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3 ways to handle investment properties in your estate plan

by | Jan 11, 2022 | Estate Planning and Administration Practice

In terms of your personal property, few assets are as valuable as real estate. Transferring real estate will usually trigger probate oversight for a Pennsylvania estate, regardless of how much the property is worth.

Many adults only have to worry about addressing their primary residence in their estate plans, but some adults will have far more real estate to bequeath to others. Whether you run a residential rental business or purchase vacant land as a long-term investment, you need to think about what will happen to those properties after you die.

Transferring real estate after your death can have many implications, including possible tax liabilities and the risk for massive disputes among your beneficiaries. What are some of the potential estate planning solutions for real estate holdings?

Assign specific properties to certain individuals

If you have 12 rental properties and four children, you might decide to lead three properties to each of your children. Assigning properties based on location, value or even the sentimental history someone has with the property can allow you to decide which family members should receive which of the properties that you currently own.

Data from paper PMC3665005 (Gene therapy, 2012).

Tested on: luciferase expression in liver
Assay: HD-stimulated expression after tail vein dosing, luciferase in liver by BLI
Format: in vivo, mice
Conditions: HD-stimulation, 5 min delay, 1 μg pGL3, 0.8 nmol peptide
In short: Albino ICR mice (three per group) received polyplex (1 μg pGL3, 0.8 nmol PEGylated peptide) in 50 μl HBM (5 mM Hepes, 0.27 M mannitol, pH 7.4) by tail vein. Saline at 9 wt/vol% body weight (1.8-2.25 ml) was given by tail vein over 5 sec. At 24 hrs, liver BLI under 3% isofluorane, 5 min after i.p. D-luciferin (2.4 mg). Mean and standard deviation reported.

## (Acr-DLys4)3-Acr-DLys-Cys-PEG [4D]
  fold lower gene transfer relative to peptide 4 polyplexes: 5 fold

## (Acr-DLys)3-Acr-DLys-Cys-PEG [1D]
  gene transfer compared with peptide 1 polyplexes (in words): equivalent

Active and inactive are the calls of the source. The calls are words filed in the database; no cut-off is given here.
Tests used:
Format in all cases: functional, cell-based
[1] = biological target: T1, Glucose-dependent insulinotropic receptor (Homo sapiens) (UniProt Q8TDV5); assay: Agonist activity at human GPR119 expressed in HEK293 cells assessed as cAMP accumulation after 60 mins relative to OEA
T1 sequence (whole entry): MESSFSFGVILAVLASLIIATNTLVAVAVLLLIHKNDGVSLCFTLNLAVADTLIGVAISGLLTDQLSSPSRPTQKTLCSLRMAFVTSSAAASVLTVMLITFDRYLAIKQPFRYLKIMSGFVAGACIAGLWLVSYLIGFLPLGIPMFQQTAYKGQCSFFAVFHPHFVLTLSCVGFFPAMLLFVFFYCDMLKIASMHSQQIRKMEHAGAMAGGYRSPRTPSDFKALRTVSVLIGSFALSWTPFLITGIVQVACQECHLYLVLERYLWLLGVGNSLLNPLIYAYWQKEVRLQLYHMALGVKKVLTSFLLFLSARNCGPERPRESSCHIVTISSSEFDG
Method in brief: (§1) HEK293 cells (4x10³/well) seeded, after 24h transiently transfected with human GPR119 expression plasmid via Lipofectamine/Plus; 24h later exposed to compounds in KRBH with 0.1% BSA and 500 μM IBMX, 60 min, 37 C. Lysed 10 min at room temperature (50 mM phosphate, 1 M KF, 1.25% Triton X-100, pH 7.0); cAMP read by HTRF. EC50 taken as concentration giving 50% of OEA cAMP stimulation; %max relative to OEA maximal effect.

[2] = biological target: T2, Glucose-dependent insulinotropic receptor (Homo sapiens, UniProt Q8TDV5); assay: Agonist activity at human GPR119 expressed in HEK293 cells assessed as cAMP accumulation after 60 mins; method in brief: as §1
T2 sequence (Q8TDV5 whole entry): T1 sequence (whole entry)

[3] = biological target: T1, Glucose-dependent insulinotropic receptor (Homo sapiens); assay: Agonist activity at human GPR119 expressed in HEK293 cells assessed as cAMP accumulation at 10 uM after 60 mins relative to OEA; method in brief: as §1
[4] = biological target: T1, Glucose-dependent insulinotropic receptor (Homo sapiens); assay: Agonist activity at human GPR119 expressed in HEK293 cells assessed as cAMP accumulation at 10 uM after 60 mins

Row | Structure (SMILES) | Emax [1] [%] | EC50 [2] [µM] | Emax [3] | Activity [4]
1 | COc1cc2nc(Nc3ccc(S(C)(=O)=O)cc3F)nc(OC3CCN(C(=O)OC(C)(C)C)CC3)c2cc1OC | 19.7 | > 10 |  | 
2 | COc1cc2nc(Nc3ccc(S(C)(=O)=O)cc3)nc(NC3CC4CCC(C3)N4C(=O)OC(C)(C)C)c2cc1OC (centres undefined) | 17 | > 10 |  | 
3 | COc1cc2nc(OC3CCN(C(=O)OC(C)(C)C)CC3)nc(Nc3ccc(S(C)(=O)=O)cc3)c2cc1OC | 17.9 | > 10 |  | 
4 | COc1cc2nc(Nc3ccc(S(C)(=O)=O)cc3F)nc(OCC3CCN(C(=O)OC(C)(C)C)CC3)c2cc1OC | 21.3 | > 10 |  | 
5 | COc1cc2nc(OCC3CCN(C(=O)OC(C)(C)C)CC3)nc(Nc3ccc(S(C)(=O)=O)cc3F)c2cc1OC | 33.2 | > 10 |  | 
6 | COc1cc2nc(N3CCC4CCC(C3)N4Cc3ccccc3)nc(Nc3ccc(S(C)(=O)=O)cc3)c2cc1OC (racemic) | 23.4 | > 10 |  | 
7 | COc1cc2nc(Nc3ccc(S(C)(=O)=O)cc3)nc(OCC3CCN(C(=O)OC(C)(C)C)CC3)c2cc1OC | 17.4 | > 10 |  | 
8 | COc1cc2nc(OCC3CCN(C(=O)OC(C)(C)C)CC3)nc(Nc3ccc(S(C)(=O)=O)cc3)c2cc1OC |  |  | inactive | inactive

Give your loved ones the first right of refusal

Maybe you have children who had expressed an interest in following your career path, but you don’t want to leave real estate to all of your children. You might give your children the option of buying the property from your estate at a fair market value.

Inheriting residential real estate of any sort can be as much of an obligation as it can be a benefit, so giving your beneficiaries the choice of whether or not to purchase the real estate could be a good solution. 

Order your executor to liquidate it all

If you do not have family members that live nearby or you have no reason to suspect they want to hold those properties after your death, the easiest solution might simply be to instruct your executor to sell your real estate. They can then pull the proceeds from those sales to settle your accounts and distribute the remaining proceeds among your beneficiaries.

Each of these approaches will require different legal paperwork and will have different tax implications. Thinking about your real estate holdings and your family relationships can help you create an estate plan that properly handles your investment properties.